Ethical Investing – When Doing Well and Doing Good Meet

October 17, 2018

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Every time we contribute to stock mutual funds in our 401k or IRA, we’re investing in a little slice of the companies that are included that fund. These can be tech companies like Apple or Microsoft or automotive juggernauts like General Motors or Ford. With each retirement contribution you make, you’re essentially becoming a minority shareholder in these businesses.

But what if you don’t agree with the way things are being handled at one of these companies?

  • Perhaps you care about a cleaner and greener future and one of the companies you’re investing in is a huge polluter.
  • Or maybe you’re appalled by the way factory employees are being treated globally at one of your businesses.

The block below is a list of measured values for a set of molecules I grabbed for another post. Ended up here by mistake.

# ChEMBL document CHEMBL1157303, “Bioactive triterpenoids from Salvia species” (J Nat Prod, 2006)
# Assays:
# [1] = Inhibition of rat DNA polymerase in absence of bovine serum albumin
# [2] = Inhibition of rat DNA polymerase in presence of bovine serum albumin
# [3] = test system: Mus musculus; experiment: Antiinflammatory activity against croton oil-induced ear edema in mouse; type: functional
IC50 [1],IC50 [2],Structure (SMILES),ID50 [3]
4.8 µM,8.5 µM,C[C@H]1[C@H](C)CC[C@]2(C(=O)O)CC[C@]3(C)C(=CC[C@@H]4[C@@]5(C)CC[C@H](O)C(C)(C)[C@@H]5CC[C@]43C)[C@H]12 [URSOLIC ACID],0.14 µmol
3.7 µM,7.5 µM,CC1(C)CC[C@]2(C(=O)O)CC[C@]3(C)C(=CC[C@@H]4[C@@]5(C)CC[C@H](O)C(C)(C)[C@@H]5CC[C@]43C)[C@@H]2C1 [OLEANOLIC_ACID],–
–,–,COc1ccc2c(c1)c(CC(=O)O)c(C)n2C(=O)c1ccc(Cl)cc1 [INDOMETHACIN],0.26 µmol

• Possibly there is evidence of racial or gender discrimination happening within the four walls of a company you own a piece of.
  • How can we invest for our family’s future and get the returns required to retire comfortably while  still following our hearts?

Welcome to the world of Ethical Investing!

What is Ethical Investing?

According to Investopedia, Ethical Investing (or Socially Conscious Investing) is defined as “ … the practice of using one's ethical principles as the primary filter for the selection of securities investing.”

For the everyday guy investing for his retirement, this means choosing to invest in companies that align with your values and your principles. As an example, if you don’t want to invest in the tobacco, alcohol or gambling industries, your investment choices can be adjusted and you would no longer be supporting those types of companies.  

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Is Ethical Investing “a thing” right now?